The Shelter

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Arriving at the UMOM overflow shelter, located in Phoenix, AZ, I didn’t know what to expect.
This is my first time going to a shelter.
Questions like the following keep running through my mind before I even arrived.
  • Why do individuals end up here?
  • How long can they stay?
  • What do they get to eat, if anything?
  • Where do they sleep?
  • What do they do during the day?
  • How old are these women?
I am soon to find out the answers to my questions.
My anxiety increases as I see the building, a huge ware house, located in the industrial district of Phoenix.
Obviously the location is a great distance from social services, a library to use a computer to seek work, and other services.
At least it is comforting to know that there is no need to sleep on the street!
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Meeting Loraine as I enter the shelter, she states that she will be giving me a tour.

So here’s where I gather my answers.

The shelter is a large grey warehouse, with three main rooms.

  • A room for families
  • A larger room for dining
  • The women’s sleeping quarters which appears to be about the same size as the dining room.
The dining room tables have stools or benches attached, reminding me of eating in a school cafeteria.
Families stay in partitioned off spaces, looking something like office space, allowing others to pear over the top and having cots based on the number of family members sleeping in each space.
The women’s room looks different, with no privacy.
Cots are lined up in rows, with little space between each.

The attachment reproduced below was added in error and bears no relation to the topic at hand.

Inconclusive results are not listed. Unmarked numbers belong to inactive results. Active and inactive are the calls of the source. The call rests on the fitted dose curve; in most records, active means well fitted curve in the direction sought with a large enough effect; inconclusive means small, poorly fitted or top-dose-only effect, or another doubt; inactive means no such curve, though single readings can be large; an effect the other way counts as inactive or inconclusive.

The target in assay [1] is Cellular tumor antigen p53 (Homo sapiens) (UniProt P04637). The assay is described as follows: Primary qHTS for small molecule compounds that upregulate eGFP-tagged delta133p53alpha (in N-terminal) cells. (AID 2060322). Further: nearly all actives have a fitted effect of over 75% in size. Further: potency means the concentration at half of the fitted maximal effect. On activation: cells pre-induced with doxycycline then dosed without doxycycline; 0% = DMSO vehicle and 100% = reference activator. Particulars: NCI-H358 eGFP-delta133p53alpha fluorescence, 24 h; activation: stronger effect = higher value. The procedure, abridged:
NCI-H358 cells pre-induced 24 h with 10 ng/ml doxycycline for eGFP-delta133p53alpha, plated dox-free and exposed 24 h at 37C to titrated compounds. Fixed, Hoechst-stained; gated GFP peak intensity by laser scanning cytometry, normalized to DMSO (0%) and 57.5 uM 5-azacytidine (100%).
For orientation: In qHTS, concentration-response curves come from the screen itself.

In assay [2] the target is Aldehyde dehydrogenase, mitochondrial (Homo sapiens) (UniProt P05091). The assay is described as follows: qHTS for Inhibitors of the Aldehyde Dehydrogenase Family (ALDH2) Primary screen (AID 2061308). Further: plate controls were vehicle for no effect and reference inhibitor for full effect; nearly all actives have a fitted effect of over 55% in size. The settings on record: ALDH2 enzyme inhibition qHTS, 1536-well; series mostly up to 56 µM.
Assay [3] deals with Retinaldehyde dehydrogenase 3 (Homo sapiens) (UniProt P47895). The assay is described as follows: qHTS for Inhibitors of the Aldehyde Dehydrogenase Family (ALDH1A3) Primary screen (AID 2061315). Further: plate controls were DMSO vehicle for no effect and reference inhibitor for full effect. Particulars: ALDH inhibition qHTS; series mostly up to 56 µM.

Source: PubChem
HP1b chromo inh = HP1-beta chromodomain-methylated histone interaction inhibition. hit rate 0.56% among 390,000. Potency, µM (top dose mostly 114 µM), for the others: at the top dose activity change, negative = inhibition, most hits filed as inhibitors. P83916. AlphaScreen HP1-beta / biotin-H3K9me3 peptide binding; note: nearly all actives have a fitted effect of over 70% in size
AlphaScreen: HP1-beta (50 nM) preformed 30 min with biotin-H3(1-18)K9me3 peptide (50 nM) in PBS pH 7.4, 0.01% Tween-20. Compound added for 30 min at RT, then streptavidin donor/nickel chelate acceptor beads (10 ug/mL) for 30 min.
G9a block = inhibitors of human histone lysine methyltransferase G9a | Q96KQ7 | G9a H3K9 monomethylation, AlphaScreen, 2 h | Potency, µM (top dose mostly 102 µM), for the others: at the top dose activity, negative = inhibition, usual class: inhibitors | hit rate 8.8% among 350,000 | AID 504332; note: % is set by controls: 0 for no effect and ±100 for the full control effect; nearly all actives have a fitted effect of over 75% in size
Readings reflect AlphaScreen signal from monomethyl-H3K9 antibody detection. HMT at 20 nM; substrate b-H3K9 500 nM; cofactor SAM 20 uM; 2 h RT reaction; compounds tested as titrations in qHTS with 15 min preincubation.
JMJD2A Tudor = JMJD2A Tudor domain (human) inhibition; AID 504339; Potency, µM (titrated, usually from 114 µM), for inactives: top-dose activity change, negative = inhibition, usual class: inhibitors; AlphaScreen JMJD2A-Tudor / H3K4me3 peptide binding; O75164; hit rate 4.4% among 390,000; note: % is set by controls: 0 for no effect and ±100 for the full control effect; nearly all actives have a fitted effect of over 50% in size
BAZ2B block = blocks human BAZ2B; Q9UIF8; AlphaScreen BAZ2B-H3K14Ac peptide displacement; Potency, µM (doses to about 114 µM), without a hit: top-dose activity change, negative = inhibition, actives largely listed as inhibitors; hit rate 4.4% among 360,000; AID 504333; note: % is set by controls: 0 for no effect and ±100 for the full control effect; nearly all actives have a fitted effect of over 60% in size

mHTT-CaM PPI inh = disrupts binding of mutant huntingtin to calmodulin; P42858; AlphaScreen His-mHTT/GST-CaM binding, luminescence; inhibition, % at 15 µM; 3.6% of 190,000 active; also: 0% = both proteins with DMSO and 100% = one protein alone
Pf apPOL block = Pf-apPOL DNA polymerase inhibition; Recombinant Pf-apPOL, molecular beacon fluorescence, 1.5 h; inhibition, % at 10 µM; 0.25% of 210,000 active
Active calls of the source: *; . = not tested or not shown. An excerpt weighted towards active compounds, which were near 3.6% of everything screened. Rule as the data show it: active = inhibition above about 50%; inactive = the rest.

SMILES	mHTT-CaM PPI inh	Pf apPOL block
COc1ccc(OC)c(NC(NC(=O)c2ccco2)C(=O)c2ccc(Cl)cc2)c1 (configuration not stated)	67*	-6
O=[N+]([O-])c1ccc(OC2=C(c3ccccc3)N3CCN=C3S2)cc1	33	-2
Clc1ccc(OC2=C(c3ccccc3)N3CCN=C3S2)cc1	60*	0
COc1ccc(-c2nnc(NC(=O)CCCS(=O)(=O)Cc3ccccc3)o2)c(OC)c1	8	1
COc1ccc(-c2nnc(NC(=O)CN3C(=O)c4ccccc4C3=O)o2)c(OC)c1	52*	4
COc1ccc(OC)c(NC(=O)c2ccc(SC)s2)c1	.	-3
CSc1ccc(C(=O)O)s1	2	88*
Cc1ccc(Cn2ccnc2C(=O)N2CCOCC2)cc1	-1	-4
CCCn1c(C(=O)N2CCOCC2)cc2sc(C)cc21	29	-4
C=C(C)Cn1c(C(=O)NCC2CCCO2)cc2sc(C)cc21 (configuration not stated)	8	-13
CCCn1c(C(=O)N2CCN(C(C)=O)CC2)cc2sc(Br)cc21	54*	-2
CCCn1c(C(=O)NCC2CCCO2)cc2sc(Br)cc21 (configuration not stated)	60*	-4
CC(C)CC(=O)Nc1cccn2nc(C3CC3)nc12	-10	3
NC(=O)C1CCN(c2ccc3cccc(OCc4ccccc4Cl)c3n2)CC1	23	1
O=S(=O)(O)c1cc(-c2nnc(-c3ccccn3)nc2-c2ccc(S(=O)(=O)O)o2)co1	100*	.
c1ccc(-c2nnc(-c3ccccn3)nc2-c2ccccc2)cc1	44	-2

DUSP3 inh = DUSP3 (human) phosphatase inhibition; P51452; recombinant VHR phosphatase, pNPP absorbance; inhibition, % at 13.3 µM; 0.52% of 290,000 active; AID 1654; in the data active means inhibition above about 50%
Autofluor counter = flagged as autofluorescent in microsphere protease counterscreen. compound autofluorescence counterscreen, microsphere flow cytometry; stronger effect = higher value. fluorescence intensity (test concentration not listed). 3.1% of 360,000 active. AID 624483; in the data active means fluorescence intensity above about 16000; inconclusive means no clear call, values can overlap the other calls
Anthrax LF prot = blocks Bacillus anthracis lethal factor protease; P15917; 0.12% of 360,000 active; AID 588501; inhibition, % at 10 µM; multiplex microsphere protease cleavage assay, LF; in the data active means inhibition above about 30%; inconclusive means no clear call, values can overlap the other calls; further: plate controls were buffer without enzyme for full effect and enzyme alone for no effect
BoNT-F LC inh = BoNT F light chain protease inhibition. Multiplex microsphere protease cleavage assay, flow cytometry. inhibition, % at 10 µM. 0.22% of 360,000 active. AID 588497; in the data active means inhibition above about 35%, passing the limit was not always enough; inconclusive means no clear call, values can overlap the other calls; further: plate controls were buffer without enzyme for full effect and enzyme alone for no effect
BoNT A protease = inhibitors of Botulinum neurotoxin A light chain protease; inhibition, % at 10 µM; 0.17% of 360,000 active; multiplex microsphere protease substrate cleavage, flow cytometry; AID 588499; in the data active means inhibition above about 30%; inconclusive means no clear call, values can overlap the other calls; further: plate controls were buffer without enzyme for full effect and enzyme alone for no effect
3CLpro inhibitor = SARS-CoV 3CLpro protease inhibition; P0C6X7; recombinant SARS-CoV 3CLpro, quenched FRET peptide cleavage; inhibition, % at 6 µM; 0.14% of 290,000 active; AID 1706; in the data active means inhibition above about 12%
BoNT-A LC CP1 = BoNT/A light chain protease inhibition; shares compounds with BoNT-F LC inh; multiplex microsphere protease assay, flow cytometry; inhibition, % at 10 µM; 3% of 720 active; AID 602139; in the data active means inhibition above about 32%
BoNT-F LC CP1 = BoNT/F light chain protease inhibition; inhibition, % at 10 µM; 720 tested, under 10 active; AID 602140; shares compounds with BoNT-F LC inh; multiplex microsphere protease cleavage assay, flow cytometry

All of these spaces have high ceilings, grey cement walls and floors, and industrial lights hanging from the ceilings.
I am soon to learn that there are multiple reasons for the individuals living here.
Among those reasons are the loss of a job, family kicking them out, partner abuse, not having enough funds to pay rent even though they have a job or other income.
My reason for visiting this shelter is to be a volunteer. At first I volunteer on the family side, with the opportunity to provide activities for the children on Mondays or Fridays.
Up to 14 families can be in the shelter at one time, living there until an apartment can be found for them.
Each time I visit, I see the large number of women lined up for dinner, being served after the families.
I can’t imagine having to sleep in their crowded room and sharing the limited restroom.
I soon learned that no activities are being provided for the 220+ women.
That is when I raise my hand to volunteer a bingo night for the women’s side on Fridays. When I am there, I make sure everyone playing wins a prize and feels good about this activity.
Every week the number of the women joining the bingo game increases, with about a third choosing to play.
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